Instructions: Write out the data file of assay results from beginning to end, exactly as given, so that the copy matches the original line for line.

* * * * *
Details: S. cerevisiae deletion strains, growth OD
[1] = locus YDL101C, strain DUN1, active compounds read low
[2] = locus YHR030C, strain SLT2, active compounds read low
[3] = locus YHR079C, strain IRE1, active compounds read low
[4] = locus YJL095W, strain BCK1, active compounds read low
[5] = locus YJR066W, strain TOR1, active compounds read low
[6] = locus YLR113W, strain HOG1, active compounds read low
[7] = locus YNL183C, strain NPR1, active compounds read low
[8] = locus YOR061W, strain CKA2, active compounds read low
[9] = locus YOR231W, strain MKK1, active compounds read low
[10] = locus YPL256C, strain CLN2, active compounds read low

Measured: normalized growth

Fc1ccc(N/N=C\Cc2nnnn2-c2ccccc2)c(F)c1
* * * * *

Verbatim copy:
Details: S. cerevisiae deletion strains, growth OD
[1] = locus YDL101C, strain DUN1, active compounds read low
[2] = locus YHR030C, strain SLT2, active compounds read low
[3] = locus YHR079C, strain IRE1, active compounds read low
[4] = locus YJL095W, strain BCK1, active compounds read low
[5] = locus YJR066W, strain TOR1, active compounds read low
[6] = locus YLR113W, strain HOG1, active compounds read low
[7] = locus YNL183C, strain NPR1, active compounds read low
[8] = locus YOR061W, strain CKA2, active compounds read low
[9] = locus YOR231W, strain MKK1, active compounds read low
[10] = locus YPL256C, strain CLN2, active compounds read low

Measured: normalized growth

Fc1ccc(N/N=C\Cc2nnnn2-c2ccccc2)c(F)c1